- Enter... Manganese Blue (Genuine): First, many companies sell “Manganese Blue Hue” and that is not the same thing. Genuine Manganese Blue, no longer manufactured, is a clear, bright, and punchy blue that leans toward green, and requires much less white than Phthalo in order to lighten it. If working in opaque media, this property can be useful. (There are other reasons that people like it, for example in watercolor— even though that is a transparent medium— but that is outside the scope of this post). I feel it comes the closest to cyan. If you look at the third row, note how much more "blue-green" the Manganese Blues are compared with the standard Phthalo or the Genuine Cerulean. Two brands of Manganese Blue Genuine are shown here: Old Holland and Vasari. You'll know Genuine Manganese Blue since it is labeled as PB 33.
- Cobalt Turquoise or Cobalt Teal (Genuine): The last in line is, in truth, a green, but a green that leans far enough in hue toward blue that it can be helpful. Before I decided to track down some genuine Manganese Blue, I mixed Cobalt Turquoise with Phthalo to get close to the cyan shade I was seeking. The resulting mixture did not have the same dullness as mixing Yellow into the Phthalo (there is a technical explanation for this), nor was it as chalky as simply adding white, as the Cobalt Turquoise does not contain white, but is naturally a paler pigment. This pigment is PG50.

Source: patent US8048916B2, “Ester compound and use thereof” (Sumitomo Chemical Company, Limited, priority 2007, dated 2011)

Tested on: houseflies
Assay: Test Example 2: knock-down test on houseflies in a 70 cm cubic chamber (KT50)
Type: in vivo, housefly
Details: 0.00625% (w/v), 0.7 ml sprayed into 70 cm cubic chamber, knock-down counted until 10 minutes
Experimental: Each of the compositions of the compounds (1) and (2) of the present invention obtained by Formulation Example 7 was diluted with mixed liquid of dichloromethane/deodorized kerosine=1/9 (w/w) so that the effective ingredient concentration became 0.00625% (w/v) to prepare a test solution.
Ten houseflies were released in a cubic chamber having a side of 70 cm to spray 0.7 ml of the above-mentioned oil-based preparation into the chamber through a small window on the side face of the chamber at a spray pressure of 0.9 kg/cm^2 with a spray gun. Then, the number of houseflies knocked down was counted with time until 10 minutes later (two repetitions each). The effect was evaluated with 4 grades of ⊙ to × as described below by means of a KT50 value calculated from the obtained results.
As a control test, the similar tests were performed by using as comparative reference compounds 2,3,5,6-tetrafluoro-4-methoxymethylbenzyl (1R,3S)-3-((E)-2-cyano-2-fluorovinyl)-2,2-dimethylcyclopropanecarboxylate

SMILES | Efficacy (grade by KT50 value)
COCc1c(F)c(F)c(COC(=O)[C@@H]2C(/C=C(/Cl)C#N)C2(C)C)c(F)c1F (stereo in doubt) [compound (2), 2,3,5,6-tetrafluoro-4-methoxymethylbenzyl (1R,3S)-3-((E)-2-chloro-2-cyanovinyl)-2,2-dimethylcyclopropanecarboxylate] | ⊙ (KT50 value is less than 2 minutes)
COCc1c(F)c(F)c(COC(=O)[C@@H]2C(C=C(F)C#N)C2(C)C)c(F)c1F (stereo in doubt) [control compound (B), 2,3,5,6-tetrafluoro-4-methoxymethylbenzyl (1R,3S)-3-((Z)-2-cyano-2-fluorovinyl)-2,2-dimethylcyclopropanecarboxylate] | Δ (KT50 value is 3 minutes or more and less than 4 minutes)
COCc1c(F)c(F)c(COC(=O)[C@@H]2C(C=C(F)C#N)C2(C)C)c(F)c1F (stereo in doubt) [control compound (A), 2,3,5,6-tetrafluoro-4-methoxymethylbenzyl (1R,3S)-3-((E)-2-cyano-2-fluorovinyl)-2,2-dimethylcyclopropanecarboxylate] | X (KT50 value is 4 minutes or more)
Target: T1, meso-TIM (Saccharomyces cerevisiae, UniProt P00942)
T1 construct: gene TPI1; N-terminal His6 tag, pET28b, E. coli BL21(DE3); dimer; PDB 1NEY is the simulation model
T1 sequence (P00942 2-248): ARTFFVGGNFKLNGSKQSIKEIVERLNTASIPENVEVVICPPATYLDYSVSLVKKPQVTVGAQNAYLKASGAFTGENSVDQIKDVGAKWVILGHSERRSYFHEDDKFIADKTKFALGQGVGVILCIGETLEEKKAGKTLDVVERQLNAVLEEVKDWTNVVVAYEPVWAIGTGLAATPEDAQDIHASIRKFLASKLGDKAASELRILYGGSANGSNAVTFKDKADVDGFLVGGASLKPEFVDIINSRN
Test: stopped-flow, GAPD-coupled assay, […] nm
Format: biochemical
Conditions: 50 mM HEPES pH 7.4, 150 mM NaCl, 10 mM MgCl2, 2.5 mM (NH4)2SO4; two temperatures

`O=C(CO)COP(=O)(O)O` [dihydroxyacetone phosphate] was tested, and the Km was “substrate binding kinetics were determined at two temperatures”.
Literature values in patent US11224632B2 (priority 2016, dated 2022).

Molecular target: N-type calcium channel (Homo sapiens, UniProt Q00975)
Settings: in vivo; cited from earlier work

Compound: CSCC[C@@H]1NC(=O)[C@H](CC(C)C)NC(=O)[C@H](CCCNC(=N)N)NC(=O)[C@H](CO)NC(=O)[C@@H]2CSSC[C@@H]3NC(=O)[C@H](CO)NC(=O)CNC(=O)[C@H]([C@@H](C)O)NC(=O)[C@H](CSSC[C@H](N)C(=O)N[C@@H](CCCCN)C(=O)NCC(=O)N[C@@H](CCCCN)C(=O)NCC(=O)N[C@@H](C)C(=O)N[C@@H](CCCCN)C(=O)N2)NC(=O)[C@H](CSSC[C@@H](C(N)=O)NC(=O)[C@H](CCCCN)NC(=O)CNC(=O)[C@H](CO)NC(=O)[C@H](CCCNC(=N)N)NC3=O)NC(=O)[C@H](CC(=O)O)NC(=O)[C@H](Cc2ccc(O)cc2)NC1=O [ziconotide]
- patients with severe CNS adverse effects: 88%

The Secret Manganese Short-Cut
Now, I am going to cheat, and give you the answer your soul has been longing for, which is, what’s a person to do if they can’t find Genuine Manganese Blue, but are dying to paint those cyan skies?
Before we discuss finding real Manganese, here’s the secret. There one particular formulation of Phthalo that comes very close, but you’re going to have to hunt for it and do some label reading.
[Read this in your head as a whisper, because I am giving you the secret password: It’s PB 15:3.] If that doesn’t mean much to you, never fear. Stay tuned for the next post.
In the next post, we’ll also discuss how to to find genuine Manganese Blue for yourself.
So, have you had trouble painting those cyan tones? I'm interested in hearing if you've also noticed this missing color swatch from the painter's color gamut.